A 401(k) Plan is one of the most commonly known retirement plan options on the market. But what about 403(b) Plans?
What is a 403(b) Plan?
A 403(b) plan is much like a 401(k) plan but is reserved exclusively for not-for-profit organizations, including public schools, employees of certain tax-exempt organizations, religious organizations, and certain ministers.
Investment options available in a 403(b) plan can be any of the following types:
- An annuity contract, which is a contract provided through an insurance company;
- A custodial account, offering mutual funds, exchange traded funds, stocks, and bonds
- A retirement income account set up for church employees. Generally, retirement income accounts can invest in either annuities or mutual funds.
403(b) plans offer benefits above and beyond those offered by a 401(k) plan. 403(b) plans do not require you to pay income tax on allowable contributions until you begin making withdrawals from the plan, which is usually after you retire. Allowable contributions to a 403(b) plan are either excluded or deducted from your income:
- Excluded: If an amount is excluded from your income, it is not included in your total wages on your Form W-2. This means that you do not report the excluded amount on your tax return.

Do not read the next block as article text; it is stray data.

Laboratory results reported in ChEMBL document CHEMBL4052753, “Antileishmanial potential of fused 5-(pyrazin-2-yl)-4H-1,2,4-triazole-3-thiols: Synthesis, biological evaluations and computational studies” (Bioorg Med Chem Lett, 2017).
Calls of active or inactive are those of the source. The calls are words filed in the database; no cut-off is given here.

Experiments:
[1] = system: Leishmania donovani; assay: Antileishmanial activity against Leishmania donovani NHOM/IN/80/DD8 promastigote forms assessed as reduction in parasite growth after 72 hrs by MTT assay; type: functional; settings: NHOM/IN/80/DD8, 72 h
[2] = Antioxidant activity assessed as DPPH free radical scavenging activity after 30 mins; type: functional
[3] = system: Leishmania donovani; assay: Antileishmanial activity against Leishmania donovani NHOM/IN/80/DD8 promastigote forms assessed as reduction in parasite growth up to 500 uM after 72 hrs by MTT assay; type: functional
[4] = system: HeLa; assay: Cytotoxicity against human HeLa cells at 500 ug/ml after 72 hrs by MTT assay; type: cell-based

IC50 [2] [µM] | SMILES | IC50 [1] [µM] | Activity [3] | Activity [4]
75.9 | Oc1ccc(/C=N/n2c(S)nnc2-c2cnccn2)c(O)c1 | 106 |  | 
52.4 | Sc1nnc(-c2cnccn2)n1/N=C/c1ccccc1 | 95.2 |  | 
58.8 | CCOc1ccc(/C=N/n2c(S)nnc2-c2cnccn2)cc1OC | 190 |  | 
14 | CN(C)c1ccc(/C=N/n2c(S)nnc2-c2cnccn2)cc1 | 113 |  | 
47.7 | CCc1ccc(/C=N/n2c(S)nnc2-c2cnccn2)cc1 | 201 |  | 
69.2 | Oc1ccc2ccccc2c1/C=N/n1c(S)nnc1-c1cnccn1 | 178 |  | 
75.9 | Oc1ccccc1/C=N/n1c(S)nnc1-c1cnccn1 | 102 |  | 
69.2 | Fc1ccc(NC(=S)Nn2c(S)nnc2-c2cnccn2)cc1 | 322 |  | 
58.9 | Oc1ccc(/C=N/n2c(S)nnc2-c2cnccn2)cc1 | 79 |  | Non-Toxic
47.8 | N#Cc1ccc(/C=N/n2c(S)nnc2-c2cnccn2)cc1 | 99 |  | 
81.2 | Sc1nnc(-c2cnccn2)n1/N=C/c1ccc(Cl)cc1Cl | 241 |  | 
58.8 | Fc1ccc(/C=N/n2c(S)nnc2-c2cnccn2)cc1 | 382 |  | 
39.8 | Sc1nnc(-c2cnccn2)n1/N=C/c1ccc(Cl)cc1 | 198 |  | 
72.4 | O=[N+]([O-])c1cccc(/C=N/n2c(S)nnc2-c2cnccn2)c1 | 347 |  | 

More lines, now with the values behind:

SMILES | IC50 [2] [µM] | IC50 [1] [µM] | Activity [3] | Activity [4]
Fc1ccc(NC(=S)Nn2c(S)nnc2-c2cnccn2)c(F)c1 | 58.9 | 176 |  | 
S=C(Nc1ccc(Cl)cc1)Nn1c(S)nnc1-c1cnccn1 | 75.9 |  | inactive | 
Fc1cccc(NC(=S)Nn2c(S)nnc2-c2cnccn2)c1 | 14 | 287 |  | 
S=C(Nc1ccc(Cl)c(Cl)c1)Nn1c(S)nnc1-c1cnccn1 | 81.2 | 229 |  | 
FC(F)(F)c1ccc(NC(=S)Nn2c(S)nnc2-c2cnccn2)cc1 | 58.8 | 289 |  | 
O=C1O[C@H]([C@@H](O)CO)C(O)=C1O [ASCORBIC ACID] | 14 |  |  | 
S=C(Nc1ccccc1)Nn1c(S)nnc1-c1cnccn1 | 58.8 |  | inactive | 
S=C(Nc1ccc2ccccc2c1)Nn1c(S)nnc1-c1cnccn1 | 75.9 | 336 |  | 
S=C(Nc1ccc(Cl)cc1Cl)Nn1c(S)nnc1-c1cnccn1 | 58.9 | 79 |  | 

- Deducted: If an amount is deducted from your income, it is included with your other wages on your Form W-2. You report this amount on your tax return, but you can subtract it when determining the amount of income on which you must pay tax.
However, if your contributions are made to a Roth contribution program, this benefit does not apply. Instead, you pay income tax on the contributions to the plan but distributions from the plan, including distributions of earnings (if certain requirements are met), are tax-free.
In addition, earnings and gains on amounts in your 403(b) account are not taxed until you withdraw them. Earnings and gains on amounts in a Roth contribution program are not taxed at all if your withdrawals are qualified distributions.
With 403(b) plans, you may be eligible to claim a tax credit for elective deferrals contributed to your 403(b) account. The IRS has more detailed information on the Retirement Savings Contributions Credit (Saver’s Credit).
- Employees of tax-exempt organizations established under section 501(c)(3). These organizations are usually referred to as Section 501(c)(3) Organizations or simply 501(c)(3) Organizations.
- Employees of public school systems involved in the day-to-day operations of a school.
- Employees of cooperative hospital service organizations.
- Civilian faculty and staff of the Uniformed Services University of the Health Sciences.
- Employees of public school systems organized by Indian tribal governments.
Eligible ministers for 403(b) Plans include:
- Ministers employed by section 501(c)(3) organizations.
- Self-employed ministers. A self-employed minister is treated as employed by a tax-exempt organization that is a qualified employer.
- Ministers (chaplains) who meet both of the following requirements, meaning:
- They are employed by organizations that are not section 501(c)(3) organizations.
- They function as ministers in their day-to-day professional responsibilities with their employers